Nine Quotes From Obama's Farewell Speech That Deserve To Go Down In History
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President Obama delivered his final speech as POTUS on Tuesday to a lively crowd of 2,000 who witnessed his remarks in person, and millions more watching from home. A tradition that dates all the way back to George Washington, the farewell address has often been used as a moment to reflect on a president's tenure, while also looking to the challenges that lie ahead. And Obama did just that, highlighting his achievements over the past eight years before focusing the lion's share of his speech on the tenuous state of our democracy. Calling out threats to stability by name, Obama emphasized the need for understanding and solidarity across all divisions. Being the first black president of the United States, Obama's insistence that we are more united than divided gives his words added historic weight.

Coming on the heels of a close and bitterly-fought election, Obama made the case for unity. It was a boldly gracious move, especially considering that he and his party have often been the explicit target of far less conciliatory treatment from the president-elect. Yet Obama seemed focused on a much larger picture: the ability of our democratic system to not only survive, but thrive, despite the multitude of challenges against it. These  are ten of the most timely and moving lines from Obama's speech.

Chicago Is The Place That Shaped Obama's Political Outlook

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Obama's reflection on how his early years in Chicago helped shape his understanding of America was more than just personal backstory. It formed the underlying argument for what would be a theme throughout the speech: his continued optimism in America, despite seeming setbacks, a lesson he learned from his organization efforts in Chicago.  

Americans' Constitutional Rights Affirmed, As Well As Our Role In Defending Them

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Again, Obama prefaced at the beginning of his speech what he later introduced as his main topic: the state of our democracy. Our rights are fundamental and inalienable in an abstract sense; but it is the duty of citizens to ensure they are upheld.

The Historic Scope And Breadth Of American Sacrifice

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Obama argued that the unifying theme underlying such diverse historic acts of courage was a felt duty and desire to participate in our democracy. On multiple occasions throughout Obama's speech, he extolled the virtuous role of the "citizen" — in all its iterations.

Despite Setbacks, America Remains Exceptional

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This was an unapologetically patriotic speech. Obama maintained, time and again, that progress has been made, that this is a great country, even given the way many currently feel. On a message of hope he came into office, and it seems Obama wanted to leave on the same uplifting note.

Economic Anxiety And Inequality Are Threats To Democracy

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That people are less likely to engage in, or trust at all, the political system when they feel cheated by it makes perfect sense. And right now, there is a tremendous amount of bitterness on both sides about what is often viewed as a "rigged" system. This is anathema to civic engagement and good governance.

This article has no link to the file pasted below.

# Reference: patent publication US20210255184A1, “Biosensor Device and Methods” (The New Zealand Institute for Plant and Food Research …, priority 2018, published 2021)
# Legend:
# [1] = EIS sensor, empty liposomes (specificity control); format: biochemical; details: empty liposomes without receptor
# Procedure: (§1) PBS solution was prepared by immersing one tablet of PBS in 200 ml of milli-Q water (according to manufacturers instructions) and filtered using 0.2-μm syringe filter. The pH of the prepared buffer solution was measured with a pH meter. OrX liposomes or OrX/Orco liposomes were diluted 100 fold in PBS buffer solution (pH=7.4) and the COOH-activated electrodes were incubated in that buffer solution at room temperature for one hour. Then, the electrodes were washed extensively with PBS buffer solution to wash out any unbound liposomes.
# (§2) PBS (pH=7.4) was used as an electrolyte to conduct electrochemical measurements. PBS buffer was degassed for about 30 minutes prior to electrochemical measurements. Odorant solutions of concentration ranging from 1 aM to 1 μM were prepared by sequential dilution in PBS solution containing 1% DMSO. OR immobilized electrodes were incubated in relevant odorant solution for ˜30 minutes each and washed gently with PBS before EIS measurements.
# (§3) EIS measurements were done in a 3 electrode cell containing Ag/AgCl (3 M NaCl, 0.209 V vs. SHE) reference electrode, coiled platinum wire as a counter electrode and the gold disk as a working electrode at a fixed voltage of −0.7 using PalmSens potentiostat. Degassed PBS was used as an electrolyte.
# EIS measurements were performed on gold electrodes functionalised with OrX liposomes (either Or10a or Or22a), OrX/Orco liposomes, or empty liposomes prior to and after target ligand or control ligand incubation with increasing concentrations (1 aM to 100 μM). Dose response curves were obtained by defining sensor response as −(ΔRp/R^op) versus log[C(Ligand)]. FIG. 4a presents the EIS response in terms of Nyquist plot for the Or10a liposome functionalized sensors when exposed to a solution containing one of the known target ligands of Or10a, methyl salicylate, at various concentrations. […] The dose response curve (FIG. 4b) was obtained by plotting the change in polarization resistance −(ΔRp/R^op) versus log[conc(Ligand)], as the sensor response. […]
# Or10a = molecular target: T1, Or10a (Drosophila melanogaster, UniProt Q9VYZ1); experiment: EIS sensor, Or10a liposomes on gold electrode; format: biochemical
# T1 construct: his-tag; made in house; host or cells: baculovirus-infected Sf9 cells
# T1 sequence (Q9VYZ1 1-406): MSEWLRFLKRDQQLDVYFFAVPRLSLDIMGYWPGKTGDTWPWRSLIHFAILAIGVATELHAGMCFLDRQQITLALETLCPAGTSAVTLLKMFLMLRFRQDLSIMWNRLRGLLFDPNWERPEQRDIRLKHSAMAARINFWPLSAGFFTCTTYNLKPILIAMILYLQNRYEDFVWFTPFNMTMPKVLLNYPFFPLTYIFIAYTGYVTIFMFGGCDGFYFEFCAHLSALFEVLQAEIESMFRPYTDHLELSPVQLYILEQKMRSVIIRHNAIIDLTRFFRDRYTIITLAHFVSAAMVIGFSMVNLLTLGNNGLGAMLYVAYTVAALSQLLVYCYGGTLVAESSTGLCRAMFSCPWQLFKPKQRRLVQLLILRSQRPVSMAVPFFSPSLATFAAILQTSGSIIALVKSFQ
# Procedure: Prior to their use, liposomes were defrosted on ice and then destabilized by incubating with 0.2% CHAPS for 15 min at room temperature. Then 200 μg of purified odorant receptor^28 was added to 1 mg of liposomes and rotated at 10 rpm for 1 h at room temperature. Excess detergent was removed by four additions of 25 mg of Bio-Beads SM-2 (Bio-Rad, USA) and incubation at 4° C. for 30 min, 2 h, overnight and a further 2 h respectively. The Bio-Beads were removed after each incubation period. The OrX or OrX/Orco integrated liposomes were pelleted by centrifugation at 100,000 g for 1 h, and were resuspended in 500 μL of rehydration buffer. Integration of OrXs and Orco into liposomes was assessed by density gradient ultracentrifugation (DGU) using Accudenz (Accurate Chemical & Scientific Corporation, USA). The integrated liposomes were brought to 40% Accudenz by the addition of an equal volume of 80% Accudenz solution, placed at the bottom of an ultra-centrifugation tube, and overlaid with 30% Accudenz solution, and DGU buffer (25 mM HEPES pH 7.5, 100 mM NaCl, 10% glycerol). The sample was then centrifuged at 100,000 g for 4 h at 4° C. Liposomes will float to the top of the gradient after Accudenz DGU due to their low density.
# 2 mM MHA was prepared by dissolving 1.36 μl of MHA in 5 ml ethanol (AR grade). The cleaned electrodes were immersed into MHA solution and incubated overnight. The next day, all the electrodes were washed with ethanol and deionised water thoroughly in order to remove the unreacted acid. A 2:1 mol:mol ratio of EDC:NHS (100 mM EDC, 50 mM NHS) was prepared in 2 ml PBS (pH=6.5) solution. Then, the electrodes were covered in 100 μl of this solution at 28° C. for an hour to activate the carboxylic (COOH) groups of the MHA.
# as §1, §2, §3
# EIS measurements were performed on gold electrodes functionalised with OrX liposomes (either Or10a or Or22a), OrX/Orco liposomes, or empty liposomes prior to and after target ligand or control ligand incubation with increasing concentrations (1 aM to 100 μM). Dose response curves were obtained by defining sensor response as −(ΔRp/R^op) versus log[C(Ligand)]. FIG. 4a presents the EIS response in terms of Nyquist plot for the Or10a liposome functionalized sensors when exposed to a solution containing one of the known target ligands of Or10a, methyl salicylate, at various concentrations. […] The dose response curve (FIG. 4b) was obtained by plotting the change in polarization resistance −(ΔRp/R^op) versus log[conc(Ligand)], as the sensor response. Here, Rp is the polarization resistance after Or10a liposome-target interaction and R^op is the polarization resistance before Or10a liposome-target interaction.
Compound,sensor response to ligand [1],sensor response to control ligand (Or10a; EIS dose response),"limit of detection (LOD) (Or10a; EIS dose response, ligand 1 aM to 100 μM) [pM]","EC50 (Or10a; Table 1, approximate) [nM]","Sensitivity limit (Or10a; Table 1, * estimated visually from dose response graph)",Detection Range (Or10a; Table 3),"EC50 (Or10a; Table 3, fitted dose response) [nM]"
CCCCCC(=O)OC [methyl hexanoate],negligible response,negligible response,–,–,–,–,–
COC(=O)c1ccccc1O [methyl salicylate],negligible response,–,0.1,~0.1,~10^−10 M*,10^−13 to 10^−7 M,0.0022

Racial Tension Listed As Another Threat To Stability

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Obama criticized the way many issues have been "framed," as a "zero-sum game" between whites and other minority groups. He rightly pointed out that our failure to provide all Americans - especially the young - with learning and career possibilities will be devastating to us all.

Political Echo Chambers Have Got To Go

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Laying blame on both sides, Obama challenged Americans to get outside their own curated comfort zone, and engage with people of different political stripes.

Ideas & Facts Matter, And They Should Override Partisanship & Spin

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The deluge of "fake news" and the insistence, on the part of some media surrogates, that certain facts are actually just debatable opinions has poisoned civil discourse. Logical argument is the name of the game for any healthy democracy, and America needs to rediscover her commitment to reason over rank partisanship.

We Still Have Nothing To Fear But Fear Itself

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Obama spoke of the fear many have of terrorism, and how that fear is sometimes directed towards innocent and peaceful fellow citizens. "So let’s be vigilant, but not afraid. ISIL will try to kill innocent people. But they cannot defeat America unless we betray our Constitution and our principles in the fight." Referencing the great contributions of diverse waves of immigrants, he pleaded with Americans to respect different religious views as well, highlighting Muslims in particular.

President Obama ended the formal part of his speech by calling on all Americans to get involved in the political process, to hit the pavement and make a personal stand. He emphasized again that this is the responsibility entailed in the "highest office" - that of citizen. I'd encourage everyone to read the full transcript, as his article highlights just a small sampling of Obama's most poignant remarks.